TCS Daily

Kyoto, Nyet!

By Hans H.J. Labohm - October 3, 2003 12:00 AM

Among those who have left a personal stamp on the current attention to climate issues, the most important is undoubtedly the American climatologist James Hansen. For that reason, he is known to some people as the "father of climate change."


Without actually naming Hansen, the dean of Dutch climatologists Frits Böttcher once referred to an incident that he witnessed in the early 1970s during a conference on "Big Science" (costly space projects, particle accelerators and the like) in the framework of international science policy. To his amazement, climate research was also placed on the agenda -- even though it was not regarded as part of this category of science at the time. But an American climatologist [Hansen] explained at this conference that this situation would change rapidly because one of his Russian counterparts, Mikhael Budyko, had injected new life into an old theory by a Swedish scientist, Svante Arrhenius, dating from 1898. This related to the hypothesis that increased burning of fossil fuels could lead to global warming due to an intensification of the natural greenhouse effect.


In his publication, Budyko predicted that the erstwhile Soviet Union would have a better climate. By contrast, the "wheat belt" in the US would be transformed into a desert and part of Florida would be submerged. The American continued by saying that this message was exactly what was needed in order finally to secure hundreds of millions of dollars for purchase of a supercomputer. There was only one recipe for this: "Scare them to death!" And this recipe proved to be successful. Today the United States alone spends more than $2 billion annually for climate studies, not including the costs of satellites, ships, and laboratory construction.


Budyko's optimism about the positive effects of purported global warming for Russia are far from dead. They have recently been echoed by Russia's President Vladimir Putin at a conference on global warming in Moscow. According to the Russian Journal Daily, he poured cold water over the expectation of many about any hope that Russia would be eager to sign the Kyoto protocol. Without a Russian signature, the protocol will be dead.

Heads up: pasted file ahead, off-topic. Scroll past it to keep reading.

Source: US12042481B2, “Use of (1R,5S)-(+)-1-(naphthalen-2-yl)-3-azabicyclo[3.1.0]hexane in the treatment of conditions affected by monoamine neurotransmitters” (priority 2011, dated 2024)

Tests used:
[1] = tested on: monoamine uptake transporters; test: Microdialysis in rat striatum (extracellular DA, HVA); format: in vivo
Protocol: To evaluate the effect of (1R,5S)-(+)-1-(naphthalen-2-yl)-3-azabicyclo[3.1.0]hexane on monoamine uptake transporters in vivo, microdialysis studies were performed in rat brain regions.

Putin's remarks were less than subtle for an audience which consisted of true believers in man-made global warming. 'In Russia, you often hear, either as a joke or seriously, that Russia is a northern country and it would not be scary for it to be two or three degrees warmer,' Putin said in an unexpected interjection at the conference. 'Maybe it would be good and we could spend less on fur coats and other warm things,' he said. The audience was not amused.


In a subsequent intervention, Putin's economic adviser, Andrei Illarionov, elaborated on the Russian position. According to the Moscow Times, Illarionov voiced doubts about global warming being a stable trend, echoing Russian scientists who told the conference that the Kyoto Protocol's advocates had failed to prove that emissions trigger global warming. They pointed at other factors which require more thorough analysis.


Moreover, Illarionov explained that Kyoto would put constraints on Russia's economic growth. He pointed out that the United States and Australia opted out of the protocol after finding out that compliance would be too costly, and that it would be even less affordable for Russia, which has a much smaller economy. He furthermore underlined that Russia could benefit from global warming: warmer temperatures would help increase harvests, cut energy consumption and open ice-encrusted seas to navigation. "Public opinion was artificially focused on negative consequences of climate change, but there are also positive consequences for both our country and the planet as a whole," Illarionov said.


More specifically, Illarionov observed that the Kyoto Protocol would hamper Putin's goal of doubling gross domestic product in 10 years and the subsequent growth by requiring Russia to start a costly overhaul of its industries in order to cut emissions. Doubling GDP will bring Russia's emissions to 104 percent of their 1990 level, conflicting with the protocol. "But Russia isn't going to stop at this level, so the carbon dioxide level will be much higher," Illarionov said. The United States, China and many other nations staying out of the protocol account for 68 percent of global emissions, making the document largely senseless. Russia currently accounts for some 6 percent of global emissions compared to the U.S. share of 25 percent and China's 13 percent. "We are facing a bizarre situation when Russia, which makes less emissions, must cut them, while nations which make much more, like the United States and China, won't curb them," Illarionov said. "That raises the question about the document's efficiency," he added. "No matter what sacrifice Russia makes, it won't bring us closer to the goal. It would be strange to undertake such obligations if they aren't universal."


The Russian Journal Daily, which is in favour of Kyoto, commented: "Whether or not Moscow will eventually decide to sign the agreement or sweep it into the ashheap (or rising ocean waters) of history remains to be seen. Putin's snub of the UN request to set a ratification date is either an indication that he is rather more cold than lukewarm on the issue, or a ploy to wring more economic concessions out of the affair. We hope it is the latter."


Well ... don't bet on it!


All in all, by publicly airing his criticism of Kyoto, President Putin has instilled some common sense into the climate change debate, thus preventing the world form taking overhasty and costly decisions. Should his position be attributed to the KGB culture of scepticism in which he was raised? If so, isn't funny that at last the KGB has produced something good for the world?


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